Landscape architects can help span the ages with timber bridges.
By Gary W. Cramer
Courtesy Simone Jaffe Collins
Whether the goal is minor revision, middling restoration, or major
re-creation, historic timber bridge projects offer distinct opportunities
for landscape architects to join with engineers in crafting results
that honestly span the past and present.
William Collins, asla, of Simone Jaffe Collins Landscape Architecture in Berwyn,
Pennsylvania, thinks landscape architects should be involved in bridge design
from the beginnings of community-based input to well beyond the design stage.
A member of the Timber Framers Guild who lives near the Delaware River north
of Philadelphiaa region that is rife with working remnants of nineteenth-century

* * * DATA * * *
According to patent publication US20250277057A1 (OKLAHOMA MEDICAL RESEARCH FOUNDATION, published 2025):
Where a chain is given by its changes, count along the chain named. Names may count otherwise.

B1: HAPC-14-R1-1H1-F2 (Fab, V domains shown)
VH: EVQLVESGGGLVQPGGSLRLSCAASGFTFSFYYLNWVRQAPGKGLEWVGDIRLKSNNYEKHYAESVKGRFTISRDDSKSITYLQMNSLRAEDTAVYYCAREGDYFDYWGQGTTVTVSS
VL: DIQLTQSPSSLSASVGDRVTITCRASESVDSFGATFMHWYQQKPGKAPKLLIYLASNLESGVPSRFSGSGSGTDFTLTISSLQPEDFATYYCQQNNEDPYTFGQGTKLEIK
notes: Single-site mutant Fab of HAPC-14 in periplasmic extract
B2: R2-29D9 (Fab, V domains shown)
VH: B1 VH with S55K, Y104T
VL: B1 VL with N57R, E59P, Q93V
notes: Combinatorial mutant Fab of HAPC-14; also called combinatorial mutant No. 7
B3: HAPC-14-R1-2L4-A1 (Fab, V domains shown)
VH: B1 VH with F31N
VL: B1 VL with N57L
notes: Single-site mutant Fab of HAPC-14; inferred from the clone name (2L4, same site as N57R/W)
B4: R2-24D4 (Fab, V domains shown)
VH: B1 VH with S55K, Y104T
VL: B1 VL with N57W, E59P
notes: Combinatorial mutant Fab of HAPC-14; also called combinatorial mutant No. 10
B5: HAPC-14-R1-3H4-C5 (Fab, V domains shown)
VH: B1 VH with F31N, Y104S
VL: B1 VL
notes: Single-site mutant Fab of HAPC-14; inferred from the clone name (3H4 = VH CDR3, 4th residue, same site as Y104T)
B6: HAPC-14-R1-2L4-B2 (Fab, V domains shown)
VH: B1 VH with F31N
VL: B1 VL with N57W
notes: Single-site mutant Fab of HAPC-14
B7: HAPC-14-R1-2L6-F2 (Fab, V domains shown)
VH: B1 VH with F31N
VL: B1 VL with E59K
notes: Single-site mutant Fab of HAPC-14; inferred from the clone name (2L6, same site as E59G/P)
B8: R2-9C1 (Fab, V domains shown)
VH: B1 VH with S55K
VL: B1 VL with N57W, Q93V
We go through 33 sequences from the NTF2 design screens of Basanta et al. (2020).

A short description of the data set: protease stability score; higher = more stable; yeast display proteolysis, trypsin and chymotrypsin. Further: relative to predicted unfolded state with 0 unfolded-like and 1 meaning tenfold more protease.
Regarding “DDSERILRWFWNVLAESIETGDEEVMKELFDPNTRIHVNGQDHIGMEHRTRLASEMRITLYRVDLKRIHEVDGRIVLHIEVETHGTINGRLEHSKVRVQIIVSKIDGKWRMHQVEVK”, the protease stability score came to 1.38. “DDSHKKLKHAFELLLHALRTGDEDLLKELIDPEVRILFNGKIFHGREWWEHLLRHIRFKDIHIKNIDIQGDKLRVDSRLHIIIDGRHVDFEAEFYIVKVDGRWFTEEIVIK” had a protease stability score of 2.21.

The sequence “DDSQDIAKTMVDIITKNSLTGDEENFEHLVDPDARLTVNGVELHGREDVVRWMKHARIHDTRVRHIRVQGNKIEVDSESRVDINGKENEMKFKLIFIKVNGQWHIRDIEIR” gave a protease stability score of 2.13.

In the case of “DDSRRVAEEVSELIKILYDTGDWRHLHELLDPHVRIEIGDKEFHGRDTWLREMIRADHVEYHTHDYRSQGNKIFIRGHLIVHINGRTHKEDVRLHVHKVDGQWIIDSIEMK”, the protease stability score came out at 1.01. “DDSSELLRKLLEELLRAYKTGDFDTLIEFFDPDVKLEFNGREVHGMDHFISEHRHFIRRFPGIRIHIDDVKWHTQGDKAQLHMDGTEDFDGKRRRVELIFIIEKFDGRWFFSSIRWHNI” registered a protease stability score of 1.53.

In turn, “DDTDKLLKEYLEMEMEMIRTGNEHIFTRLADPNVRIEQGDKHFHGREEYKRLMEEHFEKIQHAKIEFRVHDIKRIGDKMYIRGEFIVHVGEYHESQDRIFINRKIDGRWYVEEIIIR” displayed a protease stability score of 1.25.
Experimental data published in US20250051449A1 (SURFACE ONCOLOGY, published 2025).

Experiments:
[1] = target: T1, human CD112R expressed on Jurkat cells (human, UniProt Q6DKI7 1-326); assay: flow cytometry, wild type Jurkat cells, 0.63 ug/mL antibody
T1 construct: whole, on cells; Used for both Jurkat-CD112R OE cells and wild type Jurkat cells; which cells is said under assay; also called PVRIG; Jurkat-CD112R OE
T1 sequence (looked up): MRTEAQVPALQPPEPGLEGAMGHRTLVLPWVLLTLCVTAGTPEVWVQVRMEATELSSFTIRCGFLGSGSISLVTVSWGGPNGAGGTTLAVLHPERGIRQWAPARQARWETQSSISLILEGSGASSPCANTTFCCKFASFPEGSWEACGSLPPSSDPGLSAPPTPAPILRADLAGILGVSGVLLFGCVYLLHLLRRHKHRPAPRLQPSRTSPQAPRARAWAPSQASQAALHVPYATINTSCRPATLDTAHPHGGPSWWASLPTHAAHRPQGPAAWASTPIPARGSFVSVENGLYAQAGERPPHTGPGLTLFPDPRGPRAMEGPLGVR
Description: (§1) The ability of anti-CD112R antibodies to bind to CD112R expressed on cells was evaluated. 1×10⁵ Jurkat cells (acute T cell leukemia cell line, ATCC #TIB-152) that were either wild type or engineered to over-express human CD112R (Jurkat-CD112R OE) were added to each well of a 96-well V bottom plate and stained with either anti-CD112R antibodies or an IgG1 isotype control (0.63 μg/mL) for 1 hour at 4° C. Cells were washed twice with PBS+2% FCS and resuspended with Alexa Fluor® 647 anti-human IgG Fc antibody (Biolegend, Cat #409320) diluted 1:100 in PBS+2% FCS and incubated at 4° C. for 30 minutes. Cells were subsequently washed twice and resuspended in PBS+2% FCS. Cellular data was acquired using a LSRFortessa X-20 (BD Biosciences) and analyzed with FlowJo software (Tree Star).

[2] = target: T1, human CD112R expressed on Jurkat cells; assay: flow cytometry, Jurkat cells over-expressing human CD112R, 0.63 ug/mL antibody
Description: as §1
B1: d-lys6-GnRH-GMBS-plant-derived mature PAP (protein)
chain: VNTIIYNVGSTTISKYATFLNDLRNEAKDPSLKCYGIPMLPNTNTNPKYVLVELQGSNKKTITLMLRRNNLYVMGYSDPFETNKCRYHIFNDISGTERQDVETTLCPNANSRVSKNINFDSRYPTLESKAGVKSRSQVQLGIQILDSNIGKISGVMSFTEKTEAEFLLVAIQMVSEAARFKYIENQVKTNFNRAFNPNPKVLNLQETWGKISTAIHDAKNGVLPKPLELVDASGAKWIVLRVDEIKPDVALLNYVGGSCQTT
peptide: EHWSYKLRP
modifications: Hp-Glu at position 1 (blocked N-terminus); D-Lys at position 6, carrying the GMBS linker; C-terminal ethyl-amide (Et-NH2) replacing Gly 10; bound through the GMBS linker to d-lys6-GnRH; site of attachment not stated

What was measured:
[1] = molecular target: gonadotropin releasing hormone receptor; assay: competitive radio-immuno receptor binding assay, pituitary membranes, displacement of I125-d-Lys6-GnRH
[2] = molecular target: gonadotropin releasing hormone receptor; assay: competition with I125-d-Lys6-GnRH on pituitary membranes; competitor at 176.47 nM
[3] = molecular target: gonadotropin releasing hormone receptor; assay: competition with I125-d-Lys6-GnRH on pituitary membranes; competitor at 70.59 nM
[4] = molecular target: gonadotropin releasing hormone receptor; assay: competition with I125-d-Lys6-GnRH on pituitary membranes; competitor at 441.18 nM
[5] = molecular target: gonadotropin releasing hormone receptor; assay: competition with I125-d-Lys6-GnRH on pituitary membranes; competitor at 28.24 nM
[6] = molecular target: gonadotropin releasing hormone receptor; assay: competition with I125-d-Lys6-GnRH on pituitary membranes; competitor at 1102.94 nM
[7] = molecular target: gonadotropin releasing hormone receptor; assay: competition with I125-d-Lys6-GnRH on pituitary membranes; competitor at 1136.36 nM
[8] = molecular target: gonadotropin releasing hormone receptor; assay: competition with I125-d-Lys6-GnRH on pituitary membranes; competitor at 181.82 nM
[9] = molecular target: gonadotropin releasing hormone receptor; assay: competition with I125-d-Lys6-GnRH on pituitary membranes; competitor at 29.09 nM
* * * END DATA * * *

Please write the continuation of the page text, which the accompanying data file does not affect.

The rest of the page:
bridge and canal historyCollins has soaked up local engineering and timberworking
lore. He likes to dive into bridge projects early on so he can make aesthetic
decisions that respect the relationship of the bridge to the landscape and
that preserve the original functions of the bridge.
"Bridges are a metaphor for partnerships," Collins says of his firmís involvement
with a variety of historic and heritage bridge commissions. "Thereís an important
distinction I make if Iím working on a bridge project: I want to see the architecture
incorporated into the structure and not just be a facade or a happy face.
Weíve got to avoid using materials without meaning. The materials chosen should
accurately reflect the work being performed." He points out, for instance,
that the historical bridge building practice was to use stone only in the
form of bearing walls, arches, or short lintelsnever in the form of the faux
beams now seen in some suburban bridges that are meant to look older than
they really are.
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